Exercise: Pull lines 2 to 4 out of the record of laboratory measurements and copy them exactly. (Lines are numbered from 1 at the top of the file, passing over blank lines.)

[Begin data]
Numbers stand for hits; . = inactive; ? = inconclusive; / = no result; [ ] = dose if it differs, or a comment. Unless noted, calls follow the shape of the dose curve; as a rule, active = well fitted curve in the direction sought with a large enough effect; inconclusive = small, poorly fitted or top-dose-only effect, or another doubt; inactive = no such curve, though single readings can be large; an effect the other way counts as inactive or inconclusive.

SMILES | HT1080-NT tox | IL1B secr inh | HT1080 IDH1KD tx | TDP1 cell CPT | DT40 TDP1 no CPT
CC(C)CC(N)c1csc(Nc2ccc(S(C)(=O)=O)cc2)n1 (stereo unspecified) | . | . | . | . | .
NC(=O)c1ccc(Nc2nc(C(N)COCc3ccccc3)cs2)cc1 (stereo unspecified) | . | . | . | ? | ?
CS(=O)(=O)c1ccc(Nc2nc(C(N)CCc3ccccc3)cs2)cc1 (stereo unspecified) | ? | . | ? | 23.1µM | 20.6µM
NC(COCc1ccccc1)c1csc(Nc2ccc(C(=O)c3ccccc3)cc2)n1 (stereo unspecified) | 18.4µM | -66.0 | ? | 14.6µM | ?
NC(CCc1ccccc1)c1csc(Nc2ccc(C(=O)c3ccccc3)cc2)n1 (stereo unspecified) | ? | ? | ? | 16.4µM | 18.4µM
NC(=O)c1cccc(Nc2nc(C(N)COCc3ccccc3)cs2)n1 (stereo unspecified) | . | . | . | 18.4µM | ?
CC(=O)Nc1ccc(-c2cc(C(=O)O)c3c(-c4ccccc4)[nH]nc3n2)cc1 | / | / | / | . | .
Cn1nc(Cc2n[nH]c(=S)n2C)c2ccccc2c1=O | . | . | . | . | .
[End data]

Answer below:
SMILES | HT1080-NT tox | IL1B secr inh | HT1080 IDH1KD tx | TDP1 cell CPT | DT40 TDP1 no CPT
CC(C)CC(N)c1csc(Nc2ccc(S(C)(=O)=O)cc2)n1 (stereo unspecified) | . | . | . | . | .
NC(=O)c1ccc(Nc2nc(C(N)COCc3ccccc3)cs2)cc1 (stereo unspecified) | . | . | . | ? | ?